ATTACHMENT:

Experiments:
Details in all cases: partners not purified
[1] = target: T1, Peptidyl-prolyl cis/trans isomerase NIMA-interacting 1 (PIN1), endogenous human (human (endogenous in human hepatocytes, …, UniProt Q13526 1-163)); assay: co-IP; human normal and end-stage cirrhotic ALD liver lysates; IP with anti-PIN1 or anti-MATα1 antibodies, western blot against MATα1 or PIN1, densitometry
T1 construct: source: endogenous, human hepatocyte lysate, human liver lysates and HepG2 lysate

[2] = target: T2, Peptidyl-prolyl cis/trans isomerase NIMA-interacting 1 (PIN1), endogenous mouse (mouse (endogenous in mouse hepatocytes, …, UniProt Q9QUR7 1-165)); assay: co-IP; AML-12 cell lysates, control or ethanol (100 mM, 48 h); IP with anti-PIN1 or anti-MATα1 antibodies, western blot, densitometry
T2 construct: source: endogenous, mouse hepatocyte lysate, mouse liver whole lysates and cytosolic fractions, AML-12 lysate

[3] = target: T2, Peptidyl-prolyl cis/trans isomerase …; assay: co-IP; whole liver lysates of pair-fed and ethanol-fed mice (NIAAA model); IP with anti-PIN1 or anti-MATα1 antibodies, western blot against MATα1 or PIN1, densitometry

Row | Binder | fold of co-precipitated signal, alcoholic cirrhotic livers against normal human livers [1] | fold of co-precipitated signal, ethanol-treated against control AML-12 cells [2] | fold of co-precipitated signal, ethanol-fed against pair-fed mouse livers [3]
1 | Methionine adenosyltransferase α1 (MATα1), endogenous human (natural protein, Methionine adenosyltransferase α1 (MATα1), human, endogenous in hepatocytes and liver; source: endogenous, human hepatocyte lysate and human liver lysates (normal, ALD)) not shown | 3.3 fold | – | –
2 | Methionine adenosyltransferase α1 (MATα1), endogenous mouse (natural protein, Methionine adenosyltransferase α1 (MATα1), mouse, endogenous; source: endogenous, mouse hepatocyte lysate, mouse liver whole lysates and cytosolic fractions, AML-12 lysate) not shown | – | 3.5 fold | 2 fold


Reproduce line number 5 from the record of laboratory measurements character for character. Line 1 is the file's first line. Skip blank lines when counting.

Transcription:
[2] = target: T2, Peptidyl-prolyl cis/trans isomerase NIMA-interacting 1 (PIN1), endogenous mouse (mouse (endogenous in mouse hepatocytes, …, UniProt Q9QUR7 1-165)); assay: co-IP; AML-12 cell lysates, control or ethanol (100 mM, 48 h); IP with anti-PIN1 or anti-MATα1 antibodies, western blot, densitometry